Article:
European Journal of Applied Physiology

, Volume 119, Issue 4, pp 991–1005 | Cite as

Methodological issues with the assessment of voluntary activation using transcranial magnetic stimulation in the knee extensors

  • Jeanne DekerleEmail author
  • P. Ansdell
  • L. Schäfer
  • A. Greenhouse-Tucknott
  • J. Wrightson
Original Article



The assessment of voluntary activation of the knee extensors using transcranial magnetic stimulation (VATMS) is routinely performed to assess the supraspinal function. Yet methodological scrutiny of the technique is scarce. The aim of the present study was to examine face validity and reliability of VATMS and its two main determinants (superimposed twitch during a maximal voluntary contraction [SIT100%] and estimated resting twitch [ERT]).


SIT100%, ERT, and VATMS were measured on ten healthy males (age 24 ± 5 years) before and following intermittent isometric fatiguing exercise on two separate occasions.


The findings indicated issues regarding the accuracy of ERT and suggested a three-point relationship should not be used to determine ERT. Reliabilities for VATMS, SIT100%, and ERT were acceptable pre- but much weaker post-exercise (especially for SIT100%). Despite statistically significant changes in main neuromuscular variables following the intermittent isometric fatiguing exercise (P < 0.05), when post-exercise reliability was considered, the exercise effect on VATMS was smaller than the smallest detectable change in 18 of the 20 individual tests performed, and for the whole sample for one of two visits. Finally, maximal voluntary contraction was reduced significantly following the neuromuscular assessment (NMA) pre-exercise but recovered during the NMA post-exercise.


This is the first study to demonstrate a lack of sensitivity of key neuromuscular measurements to exercise and to evidence both presence of neuromuscular fatigue following the NMA in itself, and recovery of the neuromuscular function during the NMA post-exercise. These results challenge the face validity of this routinely used protocol.


Neuromuscular fatigue Central fatigue Exercise Isometric contraction Isokinetic dynanometer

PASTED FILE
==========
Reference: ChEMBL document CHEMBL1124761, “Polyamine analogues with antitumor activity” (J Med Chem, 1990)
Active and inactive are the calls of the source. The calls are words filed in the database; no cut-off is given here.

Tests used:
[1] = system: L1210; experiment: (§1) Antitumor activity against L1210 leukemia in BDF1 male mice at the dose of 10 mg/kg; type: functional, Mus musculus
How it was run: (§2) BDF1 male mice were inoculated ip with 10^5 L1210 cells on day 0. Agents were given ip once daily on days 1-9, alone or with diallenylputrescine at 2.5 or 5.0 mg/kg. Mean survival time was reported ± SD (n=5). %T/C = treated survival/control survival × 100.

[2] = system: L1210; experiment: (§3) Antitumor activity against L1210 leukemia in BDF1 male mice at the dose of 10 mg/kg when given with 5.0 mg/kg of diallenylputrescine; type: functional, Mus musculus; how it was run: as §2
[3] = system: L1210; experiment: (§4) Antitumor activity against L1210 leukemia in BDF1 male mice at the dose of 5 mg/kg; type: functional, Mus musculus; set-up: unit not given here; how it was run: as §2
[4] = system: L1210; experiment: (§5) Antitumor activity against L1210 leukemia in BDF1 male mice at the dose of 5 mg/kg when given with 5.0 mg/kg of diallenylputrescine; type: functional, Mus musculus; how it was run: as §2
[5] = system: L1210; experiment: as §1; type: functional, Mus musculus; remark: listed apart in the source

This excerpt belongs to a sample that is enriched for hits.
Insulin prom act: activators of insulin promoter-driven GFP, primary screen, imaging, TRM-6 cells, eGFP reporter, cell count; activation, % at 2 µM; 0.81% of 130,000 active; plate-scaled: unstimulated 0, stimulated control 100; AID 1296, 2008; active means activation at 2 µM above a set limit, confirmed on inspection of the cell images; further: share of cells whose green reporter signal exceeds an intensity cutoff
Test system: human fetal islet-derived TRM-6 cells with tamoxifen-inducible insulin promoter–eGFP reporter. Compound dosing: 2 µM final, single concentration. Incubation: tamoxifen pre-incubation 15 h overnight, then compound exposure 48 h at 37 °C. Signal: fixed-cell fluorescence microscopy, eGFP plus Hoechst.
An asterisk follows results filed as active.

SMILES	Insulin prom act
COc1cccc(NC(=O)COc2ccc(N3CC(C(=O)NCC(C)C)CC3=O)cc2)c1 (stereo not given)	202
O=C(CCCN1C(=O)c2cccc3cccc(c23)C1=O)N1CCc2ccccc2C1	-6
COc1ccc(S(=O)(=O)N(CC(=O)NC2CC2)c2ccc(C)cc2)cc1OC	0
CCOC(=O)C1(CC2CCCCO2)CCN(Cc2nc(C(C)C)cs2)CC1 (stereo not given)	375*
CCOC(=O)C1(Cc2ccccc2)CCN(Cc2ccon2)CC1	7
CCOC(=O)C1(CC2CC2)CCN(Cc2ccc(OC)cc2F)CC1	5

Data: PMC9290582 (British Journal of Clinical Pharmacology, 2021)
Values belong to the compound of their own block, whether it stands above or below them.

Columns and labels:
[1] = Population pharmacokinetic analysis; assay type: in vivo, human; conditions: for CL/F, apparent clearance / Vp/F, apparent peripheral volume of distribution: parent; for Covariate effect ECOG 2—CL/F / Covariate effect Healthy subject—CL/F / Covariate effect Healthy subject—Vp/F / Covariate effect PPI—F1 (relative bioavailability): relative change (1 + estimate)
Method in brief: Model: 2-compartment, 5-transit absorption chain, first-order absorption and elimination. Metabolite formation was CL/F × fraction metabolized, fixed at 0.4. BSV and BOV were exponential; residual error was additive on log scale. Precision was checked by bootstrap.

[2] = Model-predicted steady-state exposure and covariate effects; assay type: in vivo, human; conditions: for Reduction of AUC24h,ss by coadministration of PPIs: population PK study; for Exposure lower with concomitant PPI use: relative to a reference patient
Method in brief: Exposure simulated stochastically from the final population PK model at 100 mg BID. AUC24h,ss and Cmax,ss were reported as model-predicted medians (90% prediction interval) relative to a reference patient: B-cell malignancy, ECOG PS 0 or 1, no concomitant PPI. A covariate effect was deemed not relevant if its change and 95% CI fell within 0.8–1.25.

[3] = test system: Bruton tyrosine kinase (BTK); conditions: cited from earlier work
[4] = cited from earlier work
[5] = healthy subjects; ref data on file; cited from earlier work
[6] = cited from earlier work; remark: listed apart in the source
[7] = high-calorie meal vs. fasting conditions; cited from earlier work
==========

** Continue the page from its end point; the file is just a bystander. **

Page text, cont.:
Estimated resting twitch


Intraclass correlation


Knee extensors


Motor evoked potential


Maximal voluntary contractions


Neuromuscular assessment


Potentiated twitch force


Smallest detectable change


Superimposed twitch


Superimposed twitch during a maximal voluntary contraction


Transcranial magnetic stimulation


Voluntary activation


Voluntary activation using transcranial magnetic stimulation


Voluntary contraction



The authors thank Dr. Rosie Twomey and Prof. Guillaume Millet for the valuable critical review of our manuscript.

Author contribution statement

All authors contributed to the conception and design of the study. PA, AGT, JW, LS collected the data. All authors were involved in the analysis and interpretation of the data. JD, AGT and PA wrote the manuscript. All authors reviewed and approved the final version of the manuscript.


No external funding was received for this work.

Compliance with ethical standards

Conflict of interest

The authors report no conflict of interest for this work.


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Copyright information

© Springer-Verlag GmbH Germany, part of Springer Nature 2019

Authors and Affiliations

  1. 1.Fatigue and Exercise Laboratory, Centre for Sport and Exercise Science and Medicine (SESAME)University of BrightonEastbourneUK
  2. 2.Department of Sport, Exercise and Rehabilitation, Faculty of Health and Life SciencesNorthumbria UniversityNorthumbriaUK
  3. 3.Human Performance Laboratory, Faculty of KinesiologyUniversity of CalgaryCalgaryCanada

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